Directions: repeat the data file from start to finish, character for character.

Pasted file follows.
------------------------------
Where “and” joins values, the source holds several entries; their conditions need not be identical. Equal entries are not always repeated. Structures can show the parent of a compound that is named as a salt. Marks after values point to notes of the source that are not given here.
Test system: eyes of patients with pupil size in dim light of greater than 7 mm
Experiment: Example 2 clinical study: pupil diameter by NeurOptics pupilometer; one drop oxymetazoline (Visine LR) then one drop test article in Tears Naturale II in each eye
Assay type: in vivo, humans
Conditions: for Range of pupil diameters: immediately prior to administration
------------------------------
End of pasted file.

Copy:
Where “and” joins values, the source holds several entries; their conditions need not be identical. Equal entries are not always repeated. Structures can show the parent of a compound that is named as a salt. Marks after values point to notes of the source that are not given here.
Test system: eyes of patients with pupil size in dim light of greater than 7 mm
Experiment: Example 2 clinical study: pupil diameter by NeurOptics pupilometer; one drop oxymetazoline (Visine LR) then one drop test article in Tears Naturale II in each eye
Assay type: in vivo, humans
Conditions: for Range of pupil diameters: immediately prior to administration